PMQs thundered back to life today. Boris was clearly thrilled to be there. Sir Keir seemed to be up to his eyeballs in self-doubt.
Evidently the Labour leader preferred the old pandemic days when the chamber was like a coroner’s court or a half-empty library at Lambeth Palace. The atmosphere back then was calm, studious and considered. This afternoon the playground riot was in full swing. It opened with a Boris special. He was asked by Craig MacKinlay if the next generation could seriously rely on cars powered by Duracell batteries and by houses heated with warm zephyrs that rise by magic through air-vents in the floor.
Boris crushed this cynical view and he urged MacKinlay to ‘embrace the Promethean spirit of technological optimism.’
The chamber howled with laughter at that. But Sir Lindsay Hoyle seemed to misjudge the mood. The Speaker hasn’t much experience of chairing a full-throttle PMQs and he kept interrupting the free-flowing debate, asking MPs to stop shouting themselves silly.
This misses the point. Passion is what makes these roasting sessions so gripping. ‘I want to hear the questions and the answers,’ claimed Sir Lindsay, but not many will share that view. The contest is won and lost according to the temperature in the room, the pitch of excitement or despair, the breezy swagger of this leader or the defensive caution of that one. Viewers judge these things instinctively. The words spoken are secondary.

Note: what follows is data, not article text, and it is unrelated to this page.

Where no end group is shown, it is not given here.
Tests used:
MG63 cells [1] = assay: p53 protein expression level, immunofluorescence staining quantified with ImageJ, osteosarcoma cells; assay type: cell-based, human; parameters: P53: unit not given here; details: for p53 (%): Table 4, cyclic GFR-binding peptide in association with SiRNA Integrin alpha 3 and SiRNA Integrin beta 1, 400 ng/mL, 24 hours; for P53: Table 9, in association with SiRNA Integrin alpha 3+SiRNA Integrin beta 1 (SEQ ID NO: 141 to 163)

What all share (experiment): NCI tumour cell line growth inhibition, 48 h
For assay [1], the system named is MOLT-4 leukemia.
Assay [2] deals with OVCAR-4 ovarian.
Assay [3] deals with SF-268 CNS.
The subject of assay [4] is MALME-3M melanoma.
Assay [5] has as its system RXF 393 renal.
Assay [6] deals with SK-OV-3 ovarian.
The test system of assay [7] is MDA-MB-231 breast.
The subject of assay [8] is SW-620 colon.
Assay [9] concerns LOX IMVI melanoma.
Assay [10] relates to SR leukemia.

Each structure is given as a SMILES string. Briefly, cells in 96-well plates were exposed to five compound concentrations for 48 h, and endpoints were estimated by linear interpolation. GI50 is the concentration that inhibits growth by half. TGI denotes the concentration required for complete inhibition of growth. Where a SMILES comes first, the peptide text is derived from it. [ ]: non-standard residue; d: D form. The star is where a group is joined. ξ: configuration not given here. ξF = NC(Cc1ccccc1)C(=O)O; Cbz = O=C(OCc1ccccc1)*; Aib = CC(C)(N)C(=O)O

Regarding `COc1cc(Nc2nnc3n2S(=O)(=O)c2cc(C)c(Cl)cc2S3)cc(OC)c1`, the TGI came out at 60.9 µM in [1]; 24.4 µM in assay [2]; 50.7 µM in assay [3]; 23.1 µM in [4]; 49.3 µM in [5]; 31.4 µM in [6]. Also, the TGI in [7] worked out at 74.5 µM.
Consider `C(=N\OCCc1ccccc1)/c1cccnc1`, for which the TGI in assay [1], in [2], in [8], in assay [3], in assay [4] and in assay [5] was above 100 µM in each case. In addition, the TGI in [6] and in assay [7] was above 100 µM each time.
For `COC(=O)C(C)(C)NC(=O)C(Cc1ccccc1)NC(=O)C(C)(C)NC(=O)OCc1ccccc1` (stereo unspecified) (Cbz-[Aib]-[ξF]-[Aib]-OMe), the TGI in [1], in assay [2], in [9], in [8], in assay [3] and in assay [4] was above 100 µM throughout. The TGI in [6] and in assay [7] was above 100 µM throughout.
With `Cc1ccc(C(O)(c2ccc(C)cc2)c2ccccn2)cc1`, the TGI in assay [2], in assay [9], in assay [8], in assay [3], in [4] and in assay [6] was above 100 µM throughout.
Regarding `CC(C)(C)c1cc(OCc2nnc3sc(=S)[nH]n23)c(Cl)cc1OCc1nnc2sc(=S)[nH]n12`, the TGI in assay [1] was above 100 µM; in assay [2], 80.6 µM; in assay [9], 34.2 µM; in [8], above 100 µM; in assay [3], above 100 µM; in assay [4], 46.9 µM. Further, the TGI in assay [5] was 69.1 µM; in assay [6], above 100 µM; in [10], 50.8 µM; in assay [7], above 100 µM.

Sir Keir attacked the rise in National Insurance and rehashed an old quote from 2002 when Boris, then a backbencher, had denounced NI increases as ‘regressive.’ But Boris’s team of elves had been at work too. They unearthed an opposition proposal from 2018 calling for a National Insurance increase specifically to fund the NHS. Back then, Labour hailed it as ‘a Beveridge Moment.’ Boris taunted Sir Keir.
‘Is Labour going to vote against the new Beveridge Moment tonight?’
This enabled him to dodge Sir Keir’s trickier question. Would the extra cash help the NHS to clear its waiting-lists? Apparently not. Starmer failed to exploit Boris’s refusal to answer.
The SNP’s Ian Blackford rose to speak. His questions, and his entire being, seem to be saturated in the direst enmity. This itself is rather puzzling. He represents the constituency of Skye which is as lovely a spot as any on earth. Yet there seems to be no lakeland view and no mountain peak that can soothe Blackford’s troubled breast.
Having spent his summer festering in paradise, he unleashed a volley of curses at the PM. The Tories, he said, were ‘fleecing Scottish families’ with another wave of austerity. Boris was intent on ‘balancing the books on the backs of the poor and the young’. He added that the policy that had been rushed through ‘without consultation’.
The more Blackford rages, the sweeter Boris becomes.
‘He says there was no consultation,’ answered the PM mildly. ‘But I much enjoy my conversations with members of the Scottish administration, and one thing they asked for was more money for the NHS.’
Boris wants to justify his tax-hike by claiming that his left-wing opponents support it. That will work, just about, for now – at least during a parliamentary bunfight. But will it placate voters in the real world?